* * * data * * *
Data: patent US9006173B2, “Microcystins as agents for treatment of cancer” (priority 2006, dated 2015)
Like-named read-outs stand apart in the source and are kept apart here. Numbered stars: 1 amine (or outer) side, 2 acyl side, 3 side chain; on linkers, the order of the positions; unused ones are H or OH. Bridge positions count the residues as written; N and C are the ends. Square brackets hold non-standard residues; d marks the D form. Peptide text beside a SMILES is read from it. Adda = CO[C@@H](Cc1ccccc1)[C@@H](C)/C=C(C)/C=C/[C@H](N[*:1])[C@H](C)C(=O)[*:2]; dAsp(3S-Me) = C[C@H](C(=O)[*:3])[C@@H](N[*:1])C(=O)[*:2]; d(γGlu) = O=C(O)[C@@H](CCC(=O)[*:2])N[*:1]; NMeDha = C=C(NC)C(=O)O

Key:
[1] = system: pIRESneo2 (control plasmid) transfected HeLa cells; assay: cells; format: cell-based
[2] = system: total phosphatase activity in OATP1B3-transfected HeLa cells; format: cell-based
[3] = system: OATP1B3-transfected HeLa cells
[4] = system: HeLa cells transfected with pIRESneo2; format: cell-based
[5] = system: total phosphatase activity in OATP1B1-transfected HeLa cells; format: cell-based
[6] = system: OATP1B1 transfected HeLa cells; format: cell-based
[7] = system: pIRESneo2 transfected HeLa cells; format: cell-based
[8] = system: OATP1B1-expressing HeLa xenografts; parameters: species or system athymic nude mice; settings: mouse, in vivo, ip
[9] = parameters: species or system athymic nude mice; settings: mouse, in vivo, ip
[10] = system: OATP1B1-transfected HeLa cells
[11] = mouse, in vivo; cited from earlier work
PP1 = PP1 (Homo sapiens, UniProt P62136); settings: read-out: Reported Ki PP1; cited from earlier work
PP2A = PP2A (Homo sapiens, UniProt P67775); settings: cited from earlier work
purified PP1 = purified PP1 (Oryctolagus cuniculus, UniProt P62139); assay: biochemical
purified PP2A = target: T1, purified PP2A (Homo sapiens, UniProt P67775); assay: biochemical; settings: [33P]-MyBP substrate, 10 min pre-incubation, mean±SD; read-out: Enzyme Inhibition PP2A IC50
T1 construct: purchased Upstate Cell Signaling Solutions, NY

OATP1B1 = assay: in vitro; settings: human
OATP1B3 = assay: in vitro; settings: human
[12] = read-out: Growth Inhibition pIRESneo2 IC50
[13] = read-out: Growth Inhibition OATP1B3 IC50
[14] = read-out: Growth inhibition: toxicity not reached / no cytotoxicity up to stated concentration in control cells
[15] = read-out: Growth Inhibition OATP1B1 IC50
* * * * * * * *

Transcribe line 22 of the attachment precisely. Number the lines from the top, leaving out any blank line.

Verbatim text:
[12] = read-out: Growth Inhibition pIRESneo2 IC50